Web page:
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Tumby Bay community erupts amid fears council will ‘smash down’ iconic jetty

Local residents have protested over fears council will “smash down” an iconic jetty which has fallen into disrepair on South Australia’s Eyre Peninsula.

District Council of Tumby Bay has explained a new jetty will cost millions and residents would have to foot the bill through “not insignificant” rate rises.

The Tumby Bay jetty — built in 1874 — was damaged during a storm in October 2022 and eventually closed to the public in October 2023 following a safety assessment.

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Locals flocked to the jetty last weekend, jumping from it into the water, to protest over the lack of repairs.

“Have you ever wanted to see a small town enraged? You know what you do? You don’t fix their jetty,” one protestor said in a video posted to TikTok.

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The woman said locals were complaining “nothing is getting done to fix their jetty” and they fear council was “going to smash it down”.

But demolishing the jetty would be a costly “waste of money,” according to District Council of Tumby Bay CEO Rebecca Hayes who said council was looking at several options for the jetty’s future.

“We are looking at options — one might be a rebuild, others are refurbishments at different rates,” she told 7NEWS.com.au.

‘We don’t get any funding’

Hayes said refurbishing the full length of the existing 350m-long jetty would cost more than $17 million, while it was estimated a new 250m-long jetty would cost about $10 million.

She said council is looking at how to sustainably fund the project, while considering other required works including a foreshore mitigation program estimated to cost about $18 million.

“Bearing in mind we’re a regional council with a small ratepayer base and income of $5 million in general rates per year, so it’s quite a significant cost,” Hayes said.

“We receive no funding for these projects, the ratepayers fund these projects through rates.”

Tumby Bay locals flocked to the deteriorated jetty to protest over a lack of repair. Credit: @itsindiep/TikTok

While the Malinauskas state government announced a $20 million boost for the state’s 75 jetties in the last budget, it said: “Currently, 35 of the 75 jetties are divested to local councils and, under the lease arrangements, councils are responsible for all aspects of repairs and maintenance of these jetties.”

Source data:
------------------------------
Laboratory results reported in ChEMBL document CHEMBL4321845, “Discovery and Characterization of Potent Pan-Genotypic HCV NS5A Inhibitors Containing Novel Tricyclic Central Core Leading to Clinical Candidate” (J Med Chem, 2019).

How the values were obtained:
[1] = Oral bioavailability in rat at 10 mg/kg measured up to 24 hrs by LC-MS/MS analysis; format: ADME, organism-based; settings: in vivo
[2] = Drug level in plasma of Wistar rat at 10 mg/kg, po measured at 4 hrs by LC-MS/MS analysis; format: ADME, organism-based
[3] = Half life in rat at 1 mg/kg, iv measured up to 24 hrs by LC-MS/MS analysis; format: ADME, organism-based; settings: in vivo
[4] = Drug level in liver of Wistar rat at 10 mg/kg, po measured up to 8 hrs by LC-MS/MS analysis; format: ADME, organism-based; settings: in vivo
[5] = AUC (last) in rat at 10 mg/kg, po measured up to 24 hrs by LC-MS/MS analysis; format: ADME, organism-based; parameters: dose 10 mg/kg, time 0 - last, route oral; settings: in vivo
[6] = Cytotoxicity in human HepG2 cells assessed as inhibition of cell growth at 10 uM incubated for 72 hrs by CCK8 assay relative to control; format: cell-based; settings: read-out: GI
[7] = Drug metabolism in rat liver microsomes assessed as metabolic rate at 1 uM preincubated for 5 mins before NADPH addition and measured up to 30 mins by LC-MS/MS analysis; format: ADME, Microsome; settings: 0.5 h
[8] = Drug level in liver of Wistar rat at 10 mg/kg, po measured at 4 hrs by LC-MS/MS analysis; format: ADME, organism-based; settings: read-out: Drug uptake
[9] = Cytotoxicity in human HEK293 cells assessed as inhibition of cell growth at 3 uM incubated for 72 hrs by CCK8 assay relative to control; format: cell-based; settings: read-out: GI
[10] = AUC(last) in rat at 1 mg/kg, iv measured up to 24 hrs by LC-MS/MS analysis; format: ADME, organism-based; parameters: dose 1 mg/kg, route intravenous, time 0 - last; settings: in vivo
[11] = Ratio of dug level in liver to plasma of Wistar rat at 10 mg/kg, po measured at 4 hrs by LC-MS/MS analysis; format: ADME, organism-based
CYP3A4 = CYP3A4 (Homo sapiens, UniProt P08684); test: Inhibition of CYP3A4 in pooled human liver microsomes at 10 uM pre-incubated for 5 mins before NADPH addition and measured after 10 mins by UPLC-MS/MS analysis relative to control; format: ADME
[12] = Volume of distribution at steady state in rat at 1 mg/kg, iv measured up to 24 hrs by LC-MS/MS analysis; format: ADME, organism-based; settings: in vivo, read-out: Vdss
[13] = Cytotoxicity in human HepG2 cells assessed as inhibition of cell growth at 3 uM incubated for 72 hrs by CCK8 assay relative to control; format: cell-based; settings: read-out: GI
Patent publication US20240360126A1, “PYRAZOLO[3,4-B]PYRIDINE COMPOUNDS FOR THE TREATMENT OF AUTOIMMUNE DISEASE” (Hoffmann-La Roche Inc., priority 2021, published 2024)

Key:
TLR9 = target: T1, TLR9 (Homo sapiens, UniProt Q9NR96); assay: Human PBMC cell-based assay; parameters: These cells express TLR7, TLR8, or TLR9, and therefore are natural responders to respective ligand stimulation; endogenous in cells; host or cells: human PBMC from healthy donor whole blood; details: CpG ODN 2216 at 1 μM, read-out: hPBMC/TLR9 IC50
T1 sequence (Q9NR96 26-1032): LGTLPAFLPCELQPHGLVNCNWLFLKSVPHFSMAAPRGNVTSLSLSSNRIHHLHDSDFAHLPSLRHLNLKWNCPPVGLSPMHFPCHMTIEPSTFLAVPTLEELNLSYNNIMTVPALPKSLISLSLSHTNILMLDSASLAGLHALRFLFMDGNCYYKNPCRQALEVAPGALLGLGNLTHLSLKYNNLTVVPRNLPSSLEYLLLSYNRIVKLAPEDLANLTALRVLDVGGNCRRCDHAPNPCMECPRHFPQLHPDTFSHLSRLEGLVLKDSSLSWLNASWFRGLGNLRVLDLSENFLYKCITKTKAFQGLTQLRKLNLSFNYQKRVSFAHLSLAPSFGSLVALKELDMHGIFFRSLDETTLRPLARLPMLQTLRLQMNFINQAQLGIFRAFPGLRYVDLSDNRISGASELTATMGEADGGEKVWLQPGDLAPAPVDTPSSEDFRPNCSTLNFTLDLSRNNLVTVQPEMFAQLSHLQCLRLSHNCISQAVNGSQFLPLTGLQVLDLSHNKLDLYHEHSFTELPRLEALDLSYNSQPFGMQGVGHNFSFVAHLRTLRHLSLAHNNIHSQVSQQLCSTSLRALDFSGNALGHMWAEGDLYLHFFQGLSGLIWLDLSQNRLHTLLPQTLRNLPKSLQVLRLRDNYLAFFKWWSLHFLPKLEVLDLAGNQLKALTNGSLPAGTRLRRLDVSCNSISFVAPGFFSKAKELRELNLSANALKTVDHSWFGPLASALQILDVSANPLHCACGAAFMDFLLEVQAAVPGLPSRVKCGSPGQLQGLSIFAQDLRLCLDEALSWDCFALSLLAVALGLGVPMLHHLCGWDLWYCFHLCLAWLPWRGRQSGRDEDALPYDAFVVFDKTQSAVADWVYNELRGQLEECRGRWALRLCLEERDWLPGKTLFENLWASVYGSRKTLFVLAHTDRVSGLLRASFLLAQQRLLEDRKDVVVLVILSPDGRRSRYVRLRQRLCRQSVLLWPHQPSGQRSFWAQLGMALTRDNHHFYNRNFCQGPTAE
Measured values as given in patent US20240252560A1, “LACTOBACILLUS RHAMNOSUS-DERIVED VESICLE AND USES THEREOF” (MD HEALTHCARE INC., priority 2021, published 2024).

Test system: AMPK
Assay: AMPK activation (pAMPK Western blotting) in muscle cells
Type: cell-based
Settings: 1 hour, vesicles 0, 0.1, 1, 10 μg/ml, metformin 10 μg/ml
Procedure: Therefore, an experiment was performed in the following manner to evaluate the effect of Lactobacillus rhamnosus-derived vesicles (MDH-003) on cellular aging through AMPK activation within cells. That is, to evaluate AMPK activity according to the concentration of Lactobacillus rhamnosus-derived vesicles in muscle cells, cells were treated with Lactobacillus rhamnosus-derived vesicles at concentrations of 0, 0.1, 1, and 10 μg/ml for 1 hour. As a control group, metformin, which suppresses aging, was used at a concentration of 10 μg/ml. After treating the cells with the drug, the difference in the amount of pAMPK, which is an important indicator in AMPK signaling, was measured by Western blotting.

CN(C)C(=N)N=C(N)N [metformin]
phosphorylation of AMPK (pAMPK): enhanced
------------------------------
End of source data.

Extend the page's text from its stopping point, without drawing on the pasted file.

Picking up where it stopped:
Hayes clarified there is no state or federal funding for jetties in Tumby Bay.

“We don’t get any funding … for jetties — what we get is the Local Roads and Community Infrastructure Program grant, which is a federal grant that has specific criteria,” she said.

The same grant was partly used to refurbish the nearby Port Neill jetty, which reopened to the public in October 2023 after nearly six months of works to repair the deteriorating structure.

However council said the grant could only be used on the Port Neill jetty project because it was clear the work could be completed within the grant’s strict federally imposed time frame.

“That particular amount of money was not enough to actually effect any change for the current Tumby Bay jetty, given the level of works that are required on that structure,” Hayes said.

Costs and timeframes for potential future work on Tumby Bay jetty are currently being assessed before those figures — and, “more importantly, the impact on rates” — are explained to the community, Hayes said.

“We’re working out those numbers now and they’re not insignificant by any means,” she said.

Ratepayers will then be surveyed on a preferred outcome, which Hayes said “will obviously include the option to do nothing”.

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